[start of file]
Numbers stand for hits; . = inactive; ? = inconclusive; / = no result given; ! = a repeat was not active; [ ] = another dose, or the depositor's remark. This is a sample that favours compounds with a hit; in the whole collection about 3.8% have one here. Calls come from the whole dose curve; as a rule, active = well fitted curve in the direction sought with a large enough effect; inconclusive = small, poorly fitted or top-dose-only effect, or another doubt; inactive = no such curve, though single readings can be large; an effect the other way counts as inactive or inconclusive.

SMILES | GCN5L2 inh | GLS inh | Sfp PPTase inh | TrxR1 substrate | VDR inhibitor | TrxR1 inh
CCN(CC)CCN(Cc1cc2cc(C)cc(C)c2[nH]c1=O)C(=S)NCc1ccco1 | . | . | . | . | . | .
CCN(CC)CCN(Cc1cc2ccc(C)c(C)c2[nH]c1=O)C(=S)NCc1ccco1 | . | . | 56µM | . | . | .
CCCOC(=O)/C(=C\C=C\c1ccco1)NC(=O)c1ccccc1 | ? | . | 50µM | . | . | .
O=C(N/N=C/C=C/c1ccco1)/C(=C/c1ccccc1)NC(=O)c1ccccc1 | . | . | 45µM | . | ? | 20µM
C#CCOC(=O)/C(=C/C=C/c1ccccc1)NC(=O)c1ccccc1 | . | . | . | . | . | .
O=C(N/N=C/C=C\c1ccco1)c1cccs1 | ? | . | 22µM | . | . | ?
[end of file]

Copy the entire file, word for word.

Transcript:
Numbers stand for hits; . = inactive; ? = inconclusive; / = no result given; ! = a repeat was not active; [ ] = another dose, or the depositor's remark. This is a sample that favours compounds with a hit; in the whole collection about 3.8% have one here. Calls come from the whole dose curve; as a rule, active = well fitted curve in the direction sought with a large enough effect; inconclusive = small, poorly fitted or top-dose-only effect, or another doubt; inactive = no such curve, though single readings can be large; an effect the other way counts as inactive or inconclusive.

SMILES | GCN5L2 inh | GLS inh | Sfp PPTase inh | TrxR1 substrate | VDR inhibitor | TrxR1 inh
CCN(CC)CCN(Cc1cc2cc(C)cc(C)c2[nH]c1=O)C(=S)NCc1ccco1 | . | . | . | . | . | .
CCN(CC)CCN(Cc1cc2ccc(C)c(C)c2[nH]c1=O)C(=S)NCc1ccco1 | . | . | 56µM | . | . | .
CCCOC(=O)/C(=C\C=C\c1ccco1)NC(=O)c1ccccc1 | ? | . | 50µM | . | . | .
O=C(N/N=C/C=C/c1ccco1)/C(=C/c1ccccc1)NC(=O)c1ccccc1 | . | . | 45µM | . | ? | 20µM
C#CCOC(=O)/C(=C/C=C/c1ccccc1)NC(=O)c1ccccc1 | . | . | . | . | . | .
O=C(N/N=C/C=C\c1ccco1)c1cccs1 | ? | . | 22µM | . | . | ?